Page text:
• Response times – we note that the Trust was only able to meet the national standards for one of the categories (C1 Immediately life-threatening injuries and illnesses) and the reasons outlined in the Quality Account are understood. It is encouraging to note that the targets agreed with commissioners over the winter period were met, demonstrating good understanding of how to progress overall. 
  • STEMI care bundle pleased to note that EEAST was the highest performing trust for this care bundle (April -November 2021) performing 17.2% above the national average. 
  • Stroke diagnosis bundle – we are also pleased to note that EEAST was the second highest performing trust for this bundle (April -November 2021) and is performing better than the national average for all stroke timeliness indicators for the same period. 
  • Non-Conveyance Care note the introduction of a non-conveyance care bundle with the aim of improving the safety of patients who are discharged from EEAST’s care to another part of the healthcare system. Also note the introduction of an electronic auditing tool to enable further improvement to the safety and experience of patients not needing hospital treatment. 
  • Clinical Supervision – concerned to note that plans to implement revised clinical supervision in the Trust’s patient-facing workforce, which was raised as a concern last year, has been further delayed. We understand the challenges faced, and note that some progress has been achieved with the approval of a Clinical Supervision Policy and the associated role development and initial recruitment, but would like to see greater reassurance in the QA about the specific timeline for implementation in the next year. 
  • Clinical Strategy – concerned to note the further delay of the Trust’s Clinical Strategy which had been raised as a concern last year. We understand the challenges faced, including the ongoing covid pandemic together with the significant changes to the health and care landscape with the development of the new ICS structures and the need to work in collaboration (which we fully support), but would like to understand better the timelines for launch of the integrated strategy over the coming year. 
  • PH Strategy – note the decision to put a hold on the timelines, primarily due to workforce priorities and capacity, but also the implications the pandemic would have on our approach to public health. It was felt that a revised deadline would be better to allow time to reflect, adapt and integrate the learning found from the COVID-19 pandemic into the PH strategy and as such, this will be an ongoing priority into 2021/22.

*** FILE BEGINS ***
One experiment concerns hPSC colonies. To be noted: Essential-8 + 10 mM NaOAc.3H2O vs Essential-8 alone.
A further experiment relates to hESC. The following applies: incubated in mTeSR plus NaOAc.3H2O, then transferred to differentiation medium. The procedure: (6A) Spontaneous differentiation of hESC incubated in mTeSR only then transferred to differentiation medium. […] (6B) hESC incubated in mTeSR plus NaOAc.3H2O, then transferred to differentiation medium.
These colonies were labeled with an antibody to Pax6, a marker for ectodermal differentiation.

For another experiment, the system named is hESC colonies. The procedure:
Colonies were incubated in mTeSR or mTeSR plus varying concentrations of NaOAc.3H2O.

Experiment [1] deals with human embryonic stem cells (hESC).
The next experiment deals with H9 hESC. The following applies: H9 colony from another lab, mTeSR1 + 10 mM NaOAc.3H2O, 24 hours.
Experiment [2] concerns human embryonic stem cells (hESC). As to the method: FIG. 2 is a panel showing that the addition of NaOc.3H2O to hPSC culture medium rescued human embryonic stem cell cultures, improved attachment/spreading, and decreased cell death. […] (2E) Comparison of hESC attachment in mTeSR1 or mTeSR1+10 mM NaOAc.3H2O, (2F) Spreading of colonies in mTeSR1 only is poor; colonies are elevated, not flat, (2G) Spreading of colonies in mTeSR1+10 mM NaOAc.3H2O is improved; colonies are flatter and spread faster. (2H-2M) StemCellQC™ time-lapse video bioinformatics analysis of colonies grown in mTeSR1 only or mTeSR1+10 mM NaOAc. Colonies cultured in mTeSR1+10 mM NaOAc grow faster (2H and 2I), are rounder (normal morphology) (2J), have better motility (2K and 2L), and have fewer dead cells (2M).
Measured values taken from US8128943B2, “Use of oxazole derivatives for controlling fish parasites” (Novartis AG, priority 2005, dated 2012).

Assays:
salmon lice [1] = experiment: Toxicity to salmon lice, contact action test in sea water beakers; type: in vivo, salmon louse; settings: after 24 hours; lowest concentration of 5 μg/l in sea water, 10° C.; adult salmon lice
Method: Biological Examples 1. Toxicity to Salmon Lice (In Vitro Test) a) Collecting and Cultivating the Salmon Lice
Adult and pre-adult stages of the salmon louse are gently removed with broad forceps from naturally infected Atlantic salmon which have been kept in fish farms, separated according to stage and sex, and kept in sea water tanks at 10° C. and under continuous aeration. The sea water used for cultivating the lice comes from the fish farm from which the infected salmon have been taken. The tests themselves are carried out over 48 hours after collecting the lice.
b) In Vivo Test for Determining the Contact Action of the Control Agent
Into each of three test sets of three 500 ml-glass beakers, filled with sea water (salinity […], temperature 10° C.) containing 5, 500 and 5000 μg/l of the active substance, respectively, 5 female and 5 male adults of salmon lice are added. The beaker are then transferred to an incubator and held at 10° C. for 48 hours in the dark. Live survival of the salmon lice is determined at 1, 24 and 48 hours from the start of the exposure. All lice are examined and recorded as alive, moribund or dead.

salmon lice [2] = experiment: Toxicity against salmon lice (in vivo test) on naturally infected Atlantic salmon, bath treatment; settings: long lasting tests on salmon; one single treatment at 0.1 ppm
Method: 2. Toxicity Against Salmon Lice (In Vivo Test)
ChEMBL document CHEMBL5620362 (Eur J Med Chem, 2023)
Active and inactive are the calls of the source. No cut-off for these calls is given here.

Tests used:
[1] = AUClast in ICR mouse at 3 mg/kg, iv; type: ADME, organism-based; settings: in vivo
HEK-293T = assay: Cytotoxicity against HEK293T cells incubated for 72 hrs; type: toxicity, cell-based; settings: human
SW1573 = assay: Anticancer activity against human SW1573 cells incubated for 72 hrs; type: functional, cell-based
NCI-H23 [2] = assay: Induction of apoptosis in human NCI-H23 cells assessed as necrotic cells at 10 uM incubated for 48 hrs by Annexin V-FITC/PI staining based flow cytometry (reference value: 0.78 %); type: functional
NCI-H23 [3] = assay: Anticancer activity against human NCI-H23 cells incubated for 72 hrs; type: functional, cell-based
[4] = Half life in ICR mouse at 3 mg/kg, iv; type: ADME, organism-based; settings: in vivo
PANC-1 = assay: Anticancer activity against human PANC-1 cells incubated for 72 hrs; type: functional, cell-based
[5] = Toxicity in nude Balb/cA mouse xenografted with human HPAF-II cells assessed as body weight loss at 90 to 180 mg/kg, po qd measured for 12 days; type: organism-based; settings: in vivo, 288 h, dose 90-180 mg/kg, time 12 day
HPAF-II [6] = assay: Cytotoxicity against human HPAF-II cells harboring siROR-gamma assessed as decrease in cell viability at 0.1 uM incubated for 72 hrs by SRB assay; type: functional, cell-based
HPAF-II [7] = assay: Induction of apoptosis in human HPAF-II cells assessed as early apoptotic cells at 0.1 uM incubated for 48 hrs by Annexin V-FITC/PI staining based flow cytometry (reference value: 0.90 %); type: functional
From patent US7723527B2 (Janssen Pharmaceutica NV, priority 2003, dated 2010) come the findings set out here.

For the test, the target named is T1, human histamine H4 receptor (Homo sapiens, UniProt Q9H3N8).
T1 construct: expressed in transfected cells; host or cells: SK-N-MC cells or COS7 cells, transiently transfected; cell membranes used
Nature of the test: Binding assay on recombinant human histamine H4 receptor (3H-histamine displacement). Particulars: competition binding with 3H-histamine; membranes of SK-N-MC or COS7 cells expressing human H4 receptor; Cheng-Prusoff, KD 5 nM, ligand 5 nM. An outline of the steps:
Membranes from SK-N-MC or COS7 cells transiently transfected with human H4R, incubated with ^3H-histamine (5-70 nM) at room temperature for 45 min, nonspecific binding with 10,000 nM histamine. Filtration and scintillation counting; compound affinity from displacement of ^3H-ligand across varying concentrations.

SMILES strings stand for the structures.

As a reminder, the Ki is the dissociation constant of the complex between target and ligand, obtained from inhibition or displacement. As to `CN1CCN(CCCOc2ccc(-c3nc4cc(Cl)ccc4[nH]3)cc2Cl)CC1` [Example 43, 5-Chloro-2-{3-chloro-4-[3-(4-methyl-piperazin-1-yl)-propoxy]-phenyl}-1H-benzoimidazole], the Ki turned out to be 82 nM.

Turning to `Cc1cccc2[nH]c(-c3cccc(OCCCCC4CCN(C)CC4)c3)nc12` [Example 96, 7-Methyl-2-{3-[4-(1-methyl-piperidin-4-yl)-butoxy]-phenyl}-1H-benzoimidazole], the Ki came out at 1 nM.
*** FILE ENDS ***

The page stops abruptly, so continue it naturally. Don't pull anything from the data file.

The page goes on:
• Participation in audits -Note that the Trust participated in all national mandated audits but that, due to the impact of the ongoing covid pandemic, not all audit topics in the Trust’s Clinical Audit Plan for 2021/22, were completed, and so the plan will be repeated in 2022/23, with the outstanding topics to be prioritised. Please to note that the Trust participated in the National epidemiology and Outcome from out-of-Hospital Cardiac Arrest registry study undertaken by the University of Warwick (which has been included as an audit within the Healthcare Quality Improvement Partnership annual programme). 
  • Participation in research pleased to note that the Trust continues to participate in clinical research demonstrating its ongoing commitment to wider health improvement and the contribution this makes to the continuous improvement in patient care. 
  • Learning when things go wrong -the inclusion of a “What went wrong and what we did” section to illustrate how the Trust responds when something is identified is a positive step and helps demonstrate cultural values of openness, transparency and a learning organisation. 
  • Patient/Carers/Relatives feedback -Welcome the inclusion of the “You said, we did” case studies for similar reasons plus helps demonstrate that feedback is taken seriously and, where possible, action is taken to improve. 
  • Development of links between Patient Experience and patient safety This year has seen the introduction of the Patient Safety Improvement Specialist and Patient Experience Improvement Manager. These roles sit between Patient Experience and Patient Safety with a focus on developing pathways of learning from both Complaints and Serious Incidents. The triangulation of data across the Patient Experience, Patient Safety and Patient and Public Involvement Teams has started with the development of exciting new pathways of joint working across teams. Processes are being developed to centralise the actions set through both Patient Experience and the Serious Incidents. The aim is to make sure that more achievable and measurable actions are set across the departments which can be reviewed to ascertain how effective they were. This important piece of work has been set as a Quality Account priority for 2022/23 
  • Raising Concerns – pleased to note the adoption by the Trust of a Raising Concerns: Freedom to Speak Up Policy, Strategy and associated action plan with a focus on providing staff with the assurance that they can speak up in confidence. The significant increase following this in staff actively supported to raise their concerns reflects the Trust’s commitment to embedding a culture of trust, openness and transparency. We note that evidencing learning and progression using case studies, lived experiences documented and feedback from staff is one of a series of priorities for the coming year. 

To conclude, we considered that the overall presentation of material in the Quality Account is good and generally clear with helpful visuals to convey detailed information/data, plus a comprehensive glossary and other accessible formats available. 

Alex Stewart
Chief Executive 

Tel: 01953 856029

Mobile: 07437 018620



Healthwatch Suffolk:

Healthwatch Suffolk (HWS) thank the Trust for the opportunity to comment on the Quality Accounts for 20121/22. We recognise this has been a period of extreme intensity for the Trust’s staff, clinicians and volunteers, and as a Healthwatch, we are naturally also acutely aware of the heightened and at times sadly, sometimes unmet needs of the public, during these past 12 months. A 28% increase in 999 calls as compared to the previous year is testament to the pressures faced. Such issues are to be owned by the wider health and care system at large, as it is not solely the responsibility of the ambulance trust.